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The Colours of Manhwa - Korean Comics Exhibition @ Korean Cultural Centre UK

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by Chris Henniker (subscribe)
There are 6m postcodes in London, what's happening in yours?
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Walking out of Gangnam
Walking out of Gangnam, you can't help but notice that the Korean Peninsula can be more stylish and diverse than what you think. Temples, churches, mountains and weirdness as abundant as the eye can see. Even the North is just weird, you only have to look at who's running things from Pyongyang to see how bizarre the only hereditary Stalinist dictatorship is. Hell, I can see Kim Jong-Un coming out and doing his shopping in Gangnam, with a member of his Pleasure Squad in tow. I think I saw her on a lead as he was walking through New Malden while stealing from old ladies. The country must be that hard up that he has to mug people to fund a nuclear weapons programme, which shows why you need a guide to the Hermit Kingdom.



Psy isn't the best guide to Korea, but our friends at the Korean Cultural Centre on Northumberland Avenue are and they have Manhwa mania for the next few weeks. Manwha are Korean comics and you may think that it's all schoolgirls with big eyes, big tits and loads of kick-ass weapons. In some cases, you're right (that's why I like Japanese Manga and anime). Take another look and you'll see a wider range of practices, from the watercolour of Seok Jeonghyun's "friends" to the cute but sinister webtoons of Studio MentalRope's "Mental Rope". Seeing "Mental Rope's" characters having tufts of hair that grab onto ropes was disturbing in that they look like they've been hanged, yet it was so cute. The big eyes make all the characters so appealing, yet they'll tell you a secret: not all are cute.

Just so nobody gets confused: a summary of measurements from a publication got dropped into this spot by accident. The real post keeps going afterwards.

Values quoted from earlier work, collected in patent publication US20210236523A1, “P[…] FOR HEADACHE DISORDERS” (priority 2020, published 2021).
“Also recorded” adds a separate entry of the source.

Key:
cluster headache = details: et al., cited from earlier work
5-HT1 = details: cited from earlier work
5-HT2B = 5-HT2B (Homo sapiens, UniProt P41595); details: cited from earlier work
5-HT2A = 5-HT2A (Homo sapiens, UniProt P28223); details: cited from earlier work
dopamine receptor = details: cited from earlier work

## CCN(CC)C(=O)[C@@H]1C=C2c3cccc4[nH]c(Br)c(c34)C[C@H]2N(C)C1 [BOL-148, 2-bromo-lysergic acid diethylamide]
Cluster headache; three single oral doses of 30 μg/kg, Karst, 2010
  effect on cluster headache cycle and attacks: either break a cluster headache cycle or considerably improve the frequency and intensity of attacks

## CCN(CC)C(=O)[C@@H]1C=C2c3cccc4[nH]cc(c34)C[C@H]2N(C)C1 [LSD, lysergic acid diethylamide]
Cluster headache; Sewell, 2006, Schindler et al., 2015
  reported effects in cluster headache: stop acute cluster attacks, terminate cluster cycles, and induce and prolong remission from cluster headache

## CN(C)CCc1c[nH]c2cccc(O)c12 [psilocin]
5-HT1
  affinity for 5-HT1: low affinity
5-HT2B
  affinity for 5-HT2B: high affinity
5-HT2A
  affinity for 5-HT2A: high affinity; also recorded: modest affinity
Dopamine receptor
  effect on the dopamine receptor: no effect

It really feels like you've been given access to their secret stash of comics that are funny, moving, weird, familiar yet like nothing you've ever seen. The most moving images for me were Seok Jeonghyun's "Friends", which capture the solipsism of contemporary urban life and the tenuous connections we establish with each other through music. We see a man and woman on a Seoul subway train in their own solipsistic ways, music coming out of the woman's cans. Although the man is on his own, he responds by humming a tune that makes the unamed woman take her cans off to hear. It moved me at an emotional level because I can connect to these people through music, but I can't figure out why. Mind you, these are universal themes we can all relate to.

If it's their Secret stash, you really feel privileged to be let in on this secret by going to a part of the gallery to read what's available in a Manhwabang. It's basically a reading room where you can open up your neural pathways and give them a good shagging, enjoying everything from comedy to romance, to the latest OD of schoolgirls, big guns and bigger tits. A commonplace sight in South Korea, you can go in and rent a comic for a few pence and spend an afternoon there. I spent the whole afternoon there and loved every minute of the time I spent there gazing and reading like I had all the time in the world, but you only have until the 24th of November to read another culture.

If you're in London on a wet miserable day that makes you feel like you're being pissed on by the DPRK after 70 pints, make your way to the Korean Cultural Centre and discover what a gallery on Northumberland Street has to offer you. It's more stylish than Gangnam.
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Why? The Colours of Korean Comics
When: 1-21 November
Where: Korean Cultural Centre UK
Cost: Free admission
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